Every December 31st, millions of people with the best intentions in the world make resolutions to change something about themselves over the coming year. If you were one of these, and you’re still on track to make the change, congratulations! Unfortunately, studies show that most people have already given up by February or March.
Why is that, you may wonder. There are seemingly endless articles by psychologists, self-help gurus, life coaches, and others, suggesting that the abandoned goals were actually upended by real-life events, or they were unrealistic from the start, or there was no accountability.
These are all likely possibilities, but I think it’s often simply that we’re quite satisfied with the status quo. The way things are on December 31st may be fairly comfortable, or we’re used to them that way, unlike the changes we’re mulling. As the playwright Arnold Bennett wrote, “Any change, even a change for the better, is always accompanied by drawbacks and discomforts.”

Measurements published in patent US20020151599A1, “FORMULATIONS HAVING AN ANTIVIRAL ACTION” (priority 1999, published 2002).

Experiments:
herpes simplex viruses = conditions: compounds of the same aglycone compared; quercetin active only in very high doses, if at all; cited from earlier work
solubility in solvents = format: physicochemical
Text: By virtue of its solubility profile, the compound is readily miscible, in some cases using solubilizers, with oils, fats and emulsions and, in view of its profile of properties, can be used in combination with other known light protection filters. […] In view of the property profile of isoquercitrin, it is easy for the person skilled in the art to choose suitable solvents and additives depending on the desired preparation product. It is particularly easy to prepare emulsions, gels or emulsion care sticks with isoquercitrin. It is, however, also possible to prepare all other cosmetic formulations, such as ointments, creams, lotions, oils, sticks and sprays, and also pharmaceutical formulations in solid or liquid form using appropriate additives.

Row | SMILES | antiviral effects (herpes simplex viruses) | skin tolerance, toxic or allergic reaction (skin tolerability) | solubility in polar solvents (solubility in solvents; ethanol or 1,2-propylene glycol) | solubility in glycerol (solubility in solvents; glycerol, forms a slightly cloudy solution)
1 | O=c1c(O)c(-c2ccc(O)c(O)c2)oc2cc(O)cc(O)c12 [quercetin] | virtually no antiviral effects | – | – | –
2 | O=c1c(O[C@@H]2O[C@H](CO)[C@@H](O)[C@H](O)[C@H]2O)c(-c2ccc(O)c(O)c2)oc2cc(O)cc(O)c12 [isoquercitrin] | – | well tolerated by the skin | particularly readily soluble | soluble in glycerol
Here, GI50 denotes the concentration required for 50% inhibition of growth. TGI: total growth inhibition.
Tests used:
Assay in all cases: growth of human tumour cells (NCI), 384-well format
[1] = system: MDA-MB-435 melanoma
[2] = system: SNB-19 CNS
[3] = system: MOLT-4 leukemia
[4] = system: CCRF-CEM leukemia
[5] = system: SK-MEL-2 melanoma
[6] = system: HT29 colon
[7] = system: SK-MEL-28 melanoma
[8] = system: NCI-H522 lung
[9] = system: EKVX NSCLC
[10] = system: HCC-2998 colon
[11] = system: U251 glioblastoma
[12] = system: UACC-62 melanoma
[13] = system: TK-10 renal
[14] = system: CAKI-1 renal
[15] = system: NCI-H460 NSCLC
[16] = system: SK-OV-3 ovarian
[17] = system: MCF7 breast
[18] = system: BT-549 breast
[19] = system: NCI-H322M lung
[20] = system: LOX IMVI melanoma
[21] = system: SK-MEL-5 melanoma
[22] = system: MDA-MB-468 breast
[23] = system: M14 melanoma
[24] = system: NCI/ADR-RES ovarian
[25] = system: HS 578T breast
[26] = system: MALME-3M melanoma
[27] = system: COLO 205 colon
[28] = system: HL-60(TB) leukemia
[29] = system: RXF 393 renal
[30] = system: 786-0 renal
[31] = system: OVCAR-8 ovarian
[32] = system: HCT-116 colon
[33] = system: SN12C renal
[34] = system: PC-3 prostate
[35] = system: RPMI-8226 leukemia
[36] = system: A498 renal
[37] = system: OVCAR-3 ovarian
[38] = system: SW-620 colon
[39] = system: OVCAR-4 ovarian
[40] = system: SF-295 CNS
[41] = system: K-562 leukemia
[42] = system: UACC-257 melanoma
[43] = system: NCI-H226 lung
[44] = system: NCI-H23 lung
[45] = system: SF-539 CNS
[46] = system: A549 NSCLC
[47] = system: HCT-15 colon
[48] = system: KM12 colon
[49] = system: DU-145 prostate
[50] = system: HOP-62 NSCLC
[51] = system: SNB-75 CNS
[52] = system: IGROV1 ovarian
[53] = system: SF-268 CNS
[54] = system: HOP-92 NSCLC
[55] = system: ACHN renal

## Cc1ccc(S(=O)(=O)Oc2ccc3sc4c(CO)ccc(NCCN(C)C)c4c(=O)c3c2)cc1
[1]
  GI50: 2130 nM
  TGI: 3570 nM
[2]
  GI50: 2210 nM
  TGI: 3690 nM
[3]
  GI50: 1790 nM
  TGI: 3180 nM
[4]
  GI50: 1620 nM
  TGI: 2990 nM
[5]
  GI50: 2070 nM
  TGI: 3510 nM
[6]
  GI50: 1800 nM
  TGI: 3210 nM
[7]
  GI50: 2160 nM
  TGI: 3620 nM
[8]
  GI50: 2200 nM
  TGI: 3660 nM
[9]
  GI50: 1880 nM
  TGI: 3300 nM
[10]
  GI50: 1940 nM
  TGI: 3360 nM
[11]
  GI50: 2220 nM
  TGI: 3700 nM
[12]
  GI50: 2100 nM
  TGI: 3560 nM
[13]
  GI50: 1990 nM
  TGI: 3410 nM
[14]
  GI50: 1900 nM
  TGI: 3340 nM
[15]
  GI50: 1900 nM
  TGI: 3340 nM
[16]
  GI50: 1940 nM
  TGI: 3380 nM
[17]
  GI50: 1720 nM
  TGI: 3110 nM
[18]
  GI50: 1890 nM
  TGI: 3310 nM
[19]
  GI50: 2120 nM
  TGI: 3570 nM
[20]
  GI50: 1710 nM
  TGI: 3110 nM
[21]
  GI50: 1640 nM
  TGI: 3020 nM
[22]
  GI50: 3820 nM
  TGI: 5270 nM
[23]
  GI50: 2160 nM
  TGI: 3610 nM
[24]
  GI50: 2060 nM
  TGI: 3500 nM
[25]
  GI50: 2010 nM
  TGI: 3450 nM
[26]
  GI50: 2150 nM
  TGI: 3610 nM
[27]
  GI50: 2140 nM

Much of our lives are spent on autopilot, and while it’s perfectly natural and normal to crave routine, there’s much to be discovered outside our comfort zones. “We tend to create clutter and remain stagnant when we are doing the same old things,” says life coach Julie Coraccio. “When we begin to see things differently and look around us, we open ourselves up to new possibilities and new opportunities.”
One place that is always a sure source of encouragement toward growth is God’s Word. The Bible has a lot to say about the goodness of change and God’s presence with us every step of the way. Here, for example, you can feel God’s excitement come through as He describes the changes He’s making: “I am creating something new. There it is! Do you see it? I have put roads in deserts, streams in thirsty lands.”1
Whatever changes or choices you face in your life, remember that God loves you. He created you in His infinite love and works in your life for your good, and if you look to His Word, He will offer guidance through uncertain times.
- Isaiah 43:19 CEV